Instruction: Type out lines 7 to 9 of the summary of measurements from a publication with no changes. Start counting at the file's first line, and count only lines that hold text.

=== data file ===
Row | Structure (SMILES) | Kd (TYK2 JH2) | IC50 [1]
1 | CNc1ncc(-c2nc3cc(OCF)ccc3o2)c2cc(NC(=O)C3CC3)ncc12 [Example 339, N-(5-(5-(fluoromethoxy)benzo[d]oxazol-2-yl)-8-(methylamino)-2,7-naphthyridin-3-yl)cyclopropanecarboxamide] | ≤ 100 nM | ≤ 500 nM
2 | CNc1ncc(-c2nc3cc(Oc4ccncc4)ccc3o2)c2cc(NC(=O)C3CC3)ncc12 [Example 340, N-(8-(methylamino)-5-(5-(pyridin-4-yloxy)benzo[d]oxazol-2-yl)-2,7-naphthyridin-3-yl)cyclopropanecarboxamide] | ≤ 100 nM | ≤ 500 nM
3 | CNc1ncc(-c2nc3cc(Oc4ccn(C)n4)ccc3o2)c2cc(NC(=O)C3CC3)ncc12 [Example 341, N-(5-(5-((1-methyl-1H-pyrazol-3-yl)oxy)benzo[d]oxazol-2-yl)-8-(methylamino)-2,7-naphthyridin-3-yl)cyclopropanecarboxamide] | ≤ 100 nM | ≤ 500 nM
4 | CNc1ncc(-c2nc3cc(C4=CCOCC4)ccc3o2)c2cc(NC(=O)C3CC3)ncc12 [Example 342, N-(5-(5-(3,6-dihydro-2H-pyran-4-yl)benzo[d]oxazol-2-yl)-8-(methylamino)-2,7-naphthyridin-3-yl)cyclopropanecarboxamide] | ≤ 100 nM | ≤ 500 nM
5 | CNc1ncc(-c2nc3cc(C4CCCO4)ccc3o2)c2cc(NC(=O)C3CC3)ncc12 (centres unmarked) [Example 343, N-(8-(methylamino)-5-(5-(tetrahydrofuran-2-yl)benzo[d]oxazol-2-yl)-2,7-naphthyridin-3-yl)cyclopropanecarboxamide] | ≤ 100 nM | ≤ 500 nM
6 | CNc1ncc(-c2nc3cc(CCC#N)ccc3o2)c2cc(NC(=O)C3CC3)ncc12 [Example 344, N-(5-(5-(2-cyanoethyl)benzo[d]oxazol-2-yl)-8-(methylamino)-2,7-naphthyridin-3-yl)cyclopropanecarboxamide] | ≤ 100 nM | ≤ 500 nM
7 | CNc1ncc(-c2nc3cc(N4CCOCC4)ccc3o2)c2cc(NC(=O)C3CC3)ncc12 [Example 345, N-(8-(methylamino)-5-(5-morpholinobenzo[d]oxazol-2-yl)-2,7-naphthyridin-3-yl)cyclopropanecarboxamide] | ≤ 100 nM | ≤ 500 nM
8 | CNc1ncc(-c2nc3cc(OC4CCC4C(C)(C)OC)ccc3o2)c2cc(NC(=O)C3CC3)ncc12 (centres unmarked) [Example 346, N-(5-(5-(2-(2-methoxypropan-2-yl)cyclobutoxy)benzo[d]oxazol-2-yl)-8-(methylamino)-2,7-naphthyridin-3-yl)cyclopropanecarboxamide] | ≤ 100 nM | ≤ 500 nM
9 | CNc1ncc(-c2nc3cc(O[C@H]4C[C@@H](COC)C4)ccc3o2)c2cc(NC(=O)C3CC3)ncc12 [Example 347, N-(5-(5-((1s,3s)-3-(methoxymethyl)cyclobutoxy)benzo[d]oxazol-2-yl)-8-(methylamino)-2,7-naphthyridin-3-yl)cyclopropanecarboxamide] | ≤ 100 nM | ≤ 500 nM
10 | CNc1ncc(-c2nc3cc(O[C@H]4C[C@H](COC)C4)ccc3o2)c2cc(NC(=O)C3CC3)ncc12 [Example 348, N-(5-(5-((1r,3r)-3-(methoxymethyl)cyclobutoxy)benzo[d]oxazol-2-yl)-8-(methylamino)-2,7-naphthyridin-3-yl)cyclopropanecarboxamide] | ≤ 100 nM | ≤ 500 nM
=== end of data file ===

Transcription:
6 | CNc1ncc(-c2nc3cc(CCC#N)ccc3o2)c2cc(NC(=O)C3CC3)ncc12 [Example 344, N-(5-(5-(2-cyanoethyl)benzo[d]oxazol-2-yl)-8-(methylamino)-2,7-naphthyridin-3-yl)cyclopropanecarboxamide] | ≤ 100 nM | ≤ 500 nM
7 | CNc1ncc(-c2nc3cc(N4CCOCC4)ccc3o2)c2cc(NC(=O)C3CC3)ncc12 [Example 345, N-(8-(methylamino)-5-(5-morpholinobenzo[d]oxazol-2-yl)-2,7-naphthyridin-3-yl)cyclopropanecarboxamide] | ≤ 100 nM | ≤ 500 nM
8 | CNc1ncc(-c2nc3cc(OC4CCC4C(C)(C)OC)ccc3o2)c2cc(NC(=O)C3CC3)ncc12 (centres unmarked) [Example 346, N-(5-(5-(2-(2-methoxypropan-2-yl)cyclobutoxy)benzo[d]oxazol-2-yl)-8-(methylamino)-2,7-naphthyridin-3-yl)cyclopropanecarboxamide] | ≤ 100 nM | ≤ 500 nM